MMA gear review: Anthem Athletics MMA gloves

If you're looking to get in to MMA or other combat sports training, one of the perceived impediments can be the equipment needed. What…

By: Fraser Coffeen | 8 years ago
MMA gear review: Anthem Athletics MMA gloves
Bloody Elbow 2.0 | Anton Tabuena

If you’re looking to get in to MMA or other combat sports training, one of the perceived impediments can be the equipment needed. What separates a good pair of gloves from a bad one? Are these shin pads really worth the price? Can I just get a cheaper pair of shorts? All good questions, and ones I will try to address in this gear review.

Up today, a pair of MMA gloves put out by Anthem Athletics – the Full Grain Leather Pro Competition MMA Gloves (4 oz)Check out Anthem here, and click here for the specific gloves.

Right off the bat, the first thing you notice about these gloves is there in the title – these are real leather gloves, made, according to their website, with “100% full grain cowhide leather.” The impact of that is felt immediately. These are an incredibly sturdy pair of gloves that have shown absolutely no signs of wear and tear for me after a few weeks of use. As with anything leather, they take a try or two to get fully comfortable, but once they are broken in, they feel great.

The gloves include a nice open palm area, which lets the hand breath well, cutting down on sweatiness and discomfort. They are also not one continuous piece of foam, but are instead broken into sections, which increases overall mobility of the hand. They feel good when landing a punch, and are not cumbersome when grappling.

From a design standpoint, the other key notable point is the thumb – or rather, the lack of thumb. The thumb here is totally exposed. That’s consistent with what you are going to see in any pro MMA fight, but a bit different from many gloves on the market, which include some padding over the thumb. (Worth noting here that Anthem also has a pair of “Amateur Competition MMA Gloves” which I did not try out, but also do not have a thumb.) So, the big question – should your glove provide thumb coverage or not? For my money, I prefer this style. It’s significantly easier to grapple without the thumb guard in place, and the flexibility allows for much more movement in the hand. On the flip side, it does leave the thumb more exposed (obviously), so if you have no experience at all and don’t know how to punch or hold your hands, I could see a slightly higher risk of injury. Something to be mindful of if you are brand new to the game.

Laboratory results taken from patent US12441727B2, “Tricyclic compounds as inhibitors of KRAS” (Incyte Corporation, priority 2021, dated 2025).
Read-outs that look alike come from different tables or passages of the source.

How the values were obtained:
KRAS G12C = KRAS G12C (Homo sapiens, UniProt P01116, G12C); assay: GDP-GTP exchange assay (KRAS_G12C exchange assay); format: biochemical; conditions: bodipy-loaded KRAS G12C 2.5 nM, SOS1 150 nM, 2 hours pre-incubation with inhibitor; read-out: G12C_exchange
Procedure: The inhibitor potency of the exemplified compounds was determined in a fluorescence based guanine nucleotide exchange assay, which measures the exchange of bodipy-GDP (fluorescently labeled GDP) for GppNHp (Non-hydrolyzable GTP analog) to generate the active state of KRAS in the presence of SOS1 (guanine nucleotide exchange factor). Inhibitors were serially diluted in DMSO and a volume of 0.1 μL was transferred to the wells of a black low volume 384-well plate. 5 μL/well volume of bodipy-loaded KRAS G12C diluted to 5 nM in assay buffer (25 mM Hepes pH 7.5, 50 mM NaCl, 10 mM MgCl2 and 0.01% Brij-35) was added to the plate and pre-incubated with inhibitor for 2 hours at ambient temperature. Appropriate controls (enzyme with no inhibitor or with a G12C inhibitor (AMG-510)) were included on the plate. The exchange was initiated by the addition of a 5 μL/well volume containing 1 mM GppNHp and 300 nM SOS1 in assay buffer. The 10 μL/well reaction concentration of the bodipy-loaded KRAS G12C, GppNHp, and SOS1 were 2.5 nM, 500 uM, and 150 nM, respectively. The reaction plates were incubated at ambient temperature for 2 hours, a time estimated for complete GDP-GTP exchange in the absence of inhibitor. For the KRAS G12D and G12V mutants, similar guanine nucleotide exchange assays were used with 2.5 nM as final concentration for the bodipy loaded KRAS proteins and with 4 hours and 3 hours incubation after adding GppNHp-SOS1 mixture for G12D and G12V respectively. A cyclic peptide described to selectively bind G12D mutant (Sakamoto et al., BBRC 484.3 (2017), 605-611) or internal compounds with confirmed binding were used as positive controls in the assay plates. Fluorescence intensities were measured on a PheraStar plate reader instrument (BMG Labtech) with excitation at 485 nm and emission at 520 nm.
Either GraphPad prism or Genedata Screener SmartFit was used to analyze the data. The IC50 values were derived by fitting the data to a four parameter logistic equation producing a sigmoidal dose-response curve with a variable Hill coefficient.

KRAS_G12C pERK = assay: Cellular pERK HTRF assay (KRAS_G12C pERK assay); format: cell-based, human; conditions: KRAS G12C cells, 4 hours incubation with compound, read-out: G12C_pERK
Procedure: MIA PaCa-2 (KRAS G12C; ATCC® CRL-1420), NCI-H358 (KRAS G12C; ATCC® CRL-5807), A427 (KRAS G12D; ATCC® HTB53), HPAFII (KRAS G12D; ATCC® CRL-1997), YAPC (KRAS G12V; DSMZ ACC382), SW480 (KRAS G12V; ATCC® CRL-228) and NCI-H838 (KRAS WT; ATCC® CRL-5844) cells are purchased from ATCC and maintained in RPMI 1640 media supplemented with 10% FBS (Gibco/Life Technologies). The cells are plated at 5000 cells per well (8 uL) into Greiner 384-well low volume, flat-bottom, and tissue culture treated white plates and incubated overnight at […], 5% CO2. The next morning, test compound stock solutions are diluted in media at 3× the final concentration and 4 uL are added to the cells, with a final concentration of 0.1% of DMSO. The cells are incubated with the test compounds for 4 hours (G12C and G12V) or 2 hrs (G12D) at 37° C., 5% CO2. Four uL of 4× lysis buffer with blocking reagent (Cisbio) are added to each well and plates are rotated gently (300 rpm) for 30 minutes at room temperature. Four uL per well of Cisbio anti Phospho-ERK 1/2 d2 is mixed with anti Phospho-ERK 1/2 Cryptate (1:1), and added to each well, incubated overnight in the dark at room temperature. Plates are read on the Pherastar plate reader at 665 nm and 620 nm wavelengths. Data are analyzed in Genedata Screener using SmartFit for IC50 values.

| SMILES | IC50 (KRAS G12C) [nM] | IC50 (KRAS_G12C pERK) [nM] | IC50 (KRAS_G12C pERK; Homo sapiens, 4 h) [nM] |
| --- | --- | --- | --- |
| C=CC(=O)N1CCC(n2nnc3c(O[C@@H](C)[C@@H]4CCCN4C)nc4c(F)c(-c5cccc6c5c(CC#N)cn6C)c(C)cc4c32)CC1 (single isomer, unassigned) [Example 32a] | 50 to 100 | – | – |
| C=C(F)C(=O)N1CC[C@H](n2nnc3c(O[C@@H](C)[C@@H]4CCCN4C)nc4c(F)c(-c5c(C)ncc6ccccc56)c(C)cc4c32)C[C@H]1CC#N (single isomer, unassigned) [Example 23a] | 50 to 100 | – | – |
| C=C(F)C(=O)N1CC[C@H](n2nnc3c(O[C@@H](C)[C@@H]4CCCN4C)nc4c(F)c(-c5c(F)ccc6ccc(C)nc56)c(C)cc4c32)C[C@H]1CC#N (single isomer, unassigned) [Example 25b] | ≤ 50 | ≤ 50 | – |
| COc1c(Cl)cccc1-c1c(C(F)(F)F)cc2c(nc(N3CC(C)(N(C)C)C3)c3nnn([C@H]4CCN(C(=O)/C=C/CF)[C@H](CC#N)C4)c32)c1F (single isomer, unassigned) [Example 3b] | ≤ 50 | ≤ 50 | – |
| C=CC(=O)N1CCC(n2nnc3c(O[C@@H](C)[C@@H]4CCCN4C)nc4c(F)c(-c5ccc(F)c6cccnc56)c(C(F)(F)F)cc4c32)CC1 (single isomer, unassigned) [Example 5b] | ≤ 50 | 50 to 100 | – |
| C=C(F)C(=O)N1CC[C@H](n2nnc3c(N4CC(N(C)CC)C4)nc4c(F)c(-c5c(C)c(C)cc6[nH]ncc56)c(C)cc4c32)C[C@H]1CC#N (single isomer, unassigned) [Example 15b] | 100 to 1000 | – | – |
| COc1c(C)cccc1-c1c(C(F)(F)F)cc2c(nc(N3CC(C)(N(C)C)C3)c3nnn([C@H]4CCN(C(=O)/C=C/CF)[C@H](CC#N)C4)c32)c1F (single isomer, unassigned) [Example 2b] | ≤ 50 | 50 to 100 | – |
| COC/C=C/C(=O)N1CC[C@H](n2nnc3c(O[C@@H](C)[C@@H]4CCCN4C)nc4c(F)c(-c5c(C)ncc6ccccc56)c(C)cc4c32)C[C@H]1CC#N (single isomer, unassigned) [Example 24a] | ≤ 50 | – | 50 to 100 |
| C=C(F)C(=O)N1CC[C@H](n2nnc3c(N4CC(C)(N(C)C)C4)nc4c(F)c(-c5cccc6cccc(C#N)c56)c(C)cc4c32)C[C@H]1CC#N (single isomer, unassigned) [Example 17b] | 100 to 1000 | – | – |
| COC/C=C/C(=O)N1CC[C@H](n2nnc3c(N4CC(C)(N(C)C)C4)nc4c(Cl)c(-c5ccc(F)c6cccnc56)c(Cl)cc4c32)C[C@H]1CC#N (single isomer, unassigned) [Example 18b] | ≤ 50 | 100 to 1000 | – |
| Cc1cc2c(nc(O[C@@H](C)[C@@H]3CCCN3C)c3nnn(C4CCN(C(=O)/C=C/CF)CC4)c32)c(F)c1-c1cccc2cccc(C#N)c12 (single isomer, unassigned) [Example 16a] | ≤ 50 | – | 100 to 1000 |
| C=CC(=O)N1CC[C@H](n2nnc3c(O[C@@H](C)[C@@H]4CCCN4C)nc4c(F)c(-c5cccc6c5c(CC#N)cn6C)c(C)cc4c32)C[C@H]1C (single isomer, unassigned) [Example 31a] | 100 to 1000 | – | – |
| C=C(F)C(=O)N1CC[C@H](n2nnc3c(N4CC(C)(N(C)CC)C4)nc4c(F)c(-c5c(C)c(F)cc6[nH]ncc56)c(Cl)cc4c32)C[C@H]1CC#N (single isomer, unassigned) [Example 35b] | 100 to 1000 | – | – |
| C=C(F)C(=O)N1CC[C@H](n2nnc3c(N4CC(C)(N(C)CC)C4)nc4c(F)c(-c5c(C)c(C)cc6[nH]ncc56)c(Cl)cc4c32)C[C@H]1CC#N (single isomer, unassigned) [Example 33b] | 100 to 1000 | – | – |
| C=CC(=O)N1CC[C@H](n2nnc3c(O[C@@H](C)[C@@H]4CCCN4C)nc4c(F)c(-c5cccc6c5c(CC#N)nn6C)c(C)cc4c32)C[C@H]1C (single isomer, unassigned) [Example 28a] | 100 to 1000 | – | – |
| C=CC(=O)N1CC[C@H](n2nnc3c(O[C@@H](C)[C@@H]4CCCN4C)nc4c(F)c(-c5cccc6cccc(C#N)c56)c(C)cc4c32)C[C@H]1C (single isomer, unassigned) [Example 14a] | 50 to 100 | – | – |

Always an important consideration is price. These gloves come in at $39.99. That’s just a bit more than the very low quality glove you are going to get from someone like Everlast, and significantly lower than what you are going to pay for a RevGear or similar glove. To be perfectly honest, at that price point, my expectations were low, and this glove more than exceeded them.

One important note: I tend to sit somewhere between a L and XL in terms of size and tried both out here. The large glove did not fit me at all, while the XL was perfect. I asked a friend to try the sizes as well – he’s normally a medium, but the large was perfect. So I would suggest ordering up a size.

Anthem is an interesting company – relatively new to the game, but bringing a lot of positive goals to their brand. They approach things from a very scientific side, doing a lot of research into their gloves. They are looking to expand their offerings, and are definitely a brand I will keep an eye on.

Overall, I give these gloves a strong recommendation. For the combination of low price and high performance, you’re not going to find a better MMA glove on the market right now. I’m looking forward to seeing what else Anthem has in the pipeline.

Legal note: this product was provided for free for review purposes. This does not impact the review.

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Fraser Coffeen
Fraser Coffeen

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